Alam's Memoirs and its Critics

The article begins by advancing the proposition that of all the memoirs of influential notables and statesmen in the Iranian modern history none has been written by so intimate a fiend and confidant of the sovereign as Asadollah Alam who was a constant witness to the late Shah's daily political, social and private life in the heyday of his personal power and international fame. Discussing a number of the most serious reviews of the published volumes of Alam's memoirs, the author divides them into two separate categories: Those which primarily deal with the form and editorial aspects of the memoirs including proof of their authenticity and the rationale for exclusion or inclusion of certain names and passages; and those that are largely concerned with the substance of the published volumes such as the appropriateness of the introductory chapters, the overall significance of the memoirs and the nature of their contribution to a better understanding of the one of the most dynamic and yet controversial periods of Iran' modern history.

In response to those who have criticized the author for some of his disparaging remarks about the Shah's autocratic rule, he suggests that it was imperative to put a work of this nature in proper historical context. Many Iranians, the author believes, particularly the younger generation, have scant knowledge of the relevant factors in the decision-making process of the period or of the seminal social, economic and political developments which contributed to the gradual transformation of the Shah's personal role in that process.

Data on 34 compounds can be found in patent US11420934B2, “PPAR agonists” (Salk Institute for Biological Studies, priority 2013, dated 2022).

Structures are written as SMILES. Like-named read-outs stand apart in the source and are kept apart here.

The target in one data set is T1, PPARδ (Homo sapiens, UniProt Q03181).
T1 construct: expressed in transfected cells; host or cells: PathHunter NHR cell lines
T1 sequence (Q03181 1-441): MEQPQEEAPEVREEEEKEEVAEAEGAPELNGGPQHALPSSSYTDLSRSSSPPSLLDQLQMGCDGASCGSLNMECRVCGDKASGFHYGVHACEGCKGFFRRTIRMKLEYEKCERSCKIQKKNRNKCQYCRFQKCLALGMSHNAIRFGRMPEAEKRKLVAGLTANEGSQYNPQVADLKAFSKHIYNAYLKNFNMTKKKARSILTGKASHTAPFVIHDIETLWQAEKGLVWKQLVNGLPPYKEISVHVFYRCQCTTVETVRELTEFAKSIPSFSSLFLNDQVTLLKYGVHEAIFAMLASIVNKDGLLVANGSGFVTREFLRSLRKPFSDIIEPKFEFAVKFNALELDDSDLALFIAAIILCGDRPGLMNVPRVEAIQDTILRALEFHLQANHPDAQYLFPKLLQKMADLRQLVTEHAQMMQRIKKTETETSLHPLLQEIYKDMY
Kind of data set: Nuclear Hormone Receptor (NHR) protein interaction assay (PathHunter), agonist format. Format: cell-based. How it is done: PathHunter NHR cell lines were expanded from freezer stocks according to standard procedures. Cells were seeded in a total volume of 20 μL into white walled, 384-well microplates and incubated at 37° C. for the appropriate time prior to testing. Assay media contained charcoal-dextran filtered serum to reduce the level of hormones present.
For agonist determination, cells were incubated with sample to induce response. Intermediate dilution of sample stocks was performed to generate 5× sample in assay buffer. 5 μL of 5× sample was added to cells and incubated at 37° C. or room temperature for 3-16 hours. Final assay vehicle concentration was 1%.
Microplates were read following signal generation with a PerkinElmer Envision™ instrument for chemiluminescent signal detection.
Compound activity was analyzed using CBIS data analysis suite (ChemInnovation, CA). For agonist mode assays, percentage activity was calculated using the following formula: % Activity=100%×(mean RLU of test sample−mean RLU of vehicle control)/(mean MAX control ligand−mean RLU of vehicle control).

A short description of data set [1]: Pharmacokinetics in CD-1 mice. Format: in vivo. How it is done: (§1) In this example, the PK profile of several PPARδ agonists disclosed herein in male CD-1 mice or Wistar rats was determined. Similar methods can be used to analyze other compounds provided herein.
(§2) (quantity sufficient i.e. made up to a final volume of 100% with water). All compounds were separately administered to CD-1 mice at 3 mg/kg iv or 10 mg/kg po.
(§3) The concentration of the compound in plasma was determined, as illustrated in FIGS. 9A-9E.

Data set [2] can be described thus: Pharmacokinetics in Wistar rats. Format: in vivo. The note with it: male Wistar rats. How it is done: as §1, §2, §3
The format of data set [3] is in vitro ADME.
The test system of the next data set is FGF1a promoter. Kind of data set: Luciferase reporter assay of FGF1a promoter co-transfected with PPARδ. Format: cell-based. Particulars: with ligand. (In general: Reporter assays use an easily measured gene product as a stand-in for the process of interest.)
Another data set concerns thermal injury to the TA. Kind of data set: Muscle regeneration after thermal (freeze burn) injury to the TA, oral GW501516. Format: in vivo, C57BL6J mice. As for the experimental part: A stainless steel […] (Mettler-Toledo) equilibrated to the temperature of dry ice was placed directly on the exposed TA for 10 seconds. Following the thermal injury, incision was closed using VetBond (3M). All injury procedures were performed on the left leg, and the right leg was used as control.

Referring to a number of reviews, the author also emphasizes the fact that neither his introductory essay nor the memoirs themselves by any means belittle the unprecedented economic and social achievements of the Pahlavi period. What they bring to focus, he suggests, is the crucial relevance of a wider base of political participation in the decision-making process to the survival of a progressive social-and economic order which, so disastrously succumbed to the winds of the revolution.

Alinaqi Alikhani
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